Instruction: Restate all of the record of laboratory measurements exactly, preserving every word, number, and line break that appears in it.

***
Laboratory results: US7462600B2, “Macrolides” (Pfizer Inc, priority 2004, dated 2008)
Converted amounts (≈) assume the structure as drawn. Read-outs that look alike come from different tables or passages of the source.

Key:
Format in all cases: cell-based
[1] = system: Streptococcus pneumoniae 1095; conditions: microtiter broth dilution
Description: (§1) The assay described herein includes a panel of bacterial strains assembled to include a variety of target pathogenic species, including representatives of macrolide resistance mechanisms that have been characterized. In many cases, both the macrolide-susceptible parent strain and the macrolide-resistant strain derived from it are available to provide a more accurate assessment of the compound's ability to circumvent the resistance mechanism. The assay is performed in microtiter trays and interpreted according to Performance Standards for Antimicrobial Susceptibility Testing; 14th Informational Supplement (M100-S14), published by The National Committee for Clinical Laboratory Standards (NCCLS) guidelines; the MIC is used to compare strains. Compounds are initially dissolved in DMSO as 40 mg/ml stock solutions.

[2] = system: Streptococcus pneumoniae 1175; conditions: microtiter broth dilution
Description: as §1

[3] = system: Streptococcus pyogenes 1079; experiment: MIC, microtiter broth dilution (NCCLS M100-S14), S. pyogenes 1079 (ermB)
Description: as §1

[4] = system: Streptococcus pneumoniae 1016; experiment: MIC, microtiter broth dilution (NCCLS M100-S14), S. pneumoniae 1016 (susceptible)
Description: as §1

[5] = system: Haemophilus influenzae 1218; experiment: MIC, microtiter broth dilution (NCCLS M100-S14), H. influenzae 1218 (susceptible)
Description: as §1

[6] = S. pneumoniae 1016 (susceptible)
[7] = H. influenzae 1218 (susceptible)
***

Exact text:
Laboratory results: US7462600B2, “Macrolides” (Pfizer Inc, priority 2004, dated 2008)
Converted amounts (≈) assume the structure as drawn. Read-outs that look alike come from different tables or passages of the source.

Key:
Format in all cases: cell-based
[1] = system: Streptococcus pneumoniae 1095; conditions: microtiter broth dilution
Description: (§1) The assay described herein includes a panel of bacterial strains assembled to include a variety of target pathogenic species, including representatives of macrolide resistance mechanisms that have been characterized. In many cases, both the macrolide-susceptible parent strain and the macrolide-resistant strain derived from it are available to provide a more accurate assessment of the compound's ability to circumvent the resistance mechanism. The assay is performed in microtiter trays and interpreted according to Performance Standards for Antimicrobial Susceptibility Testing; 14th Informational Supplement (M100-S14), published by The National Committee for Clinical Laboratory Standards (NCCLS) guidelines; the MIC is used to compare strains. Compounds are initially dissolved in DMSO as 40 mg/ml stock solutions.

[2] = system: Streptococcus pneumoniae 1175; conditions: microtiter broth dilution
Description: as §1

[3] = system: Streptococcus pyogenes 1079; experiment: MIC, microtiter broth dilution (NCCLS M100-S14), S. pyogenes 1079 (ermB)
Description: as §1

[4] = system: Streptococcus pneumoniae 1016; experiment: MIC, microtiter broth dilution (NCCLS M100-S14), S. pneumoniae 1016 (susceptible)
Description: as §1

[5] = system: Haemophilus influenzae 1218; experiment: MIC, microtiter broth dilution (NCCLS M100-S14), H. influenzae 1218 (susceptible)
Description: as §1

[6] = S. pneumoniae 1016 (susceptible)
[7] = H. influenzae 1218 (susceptible)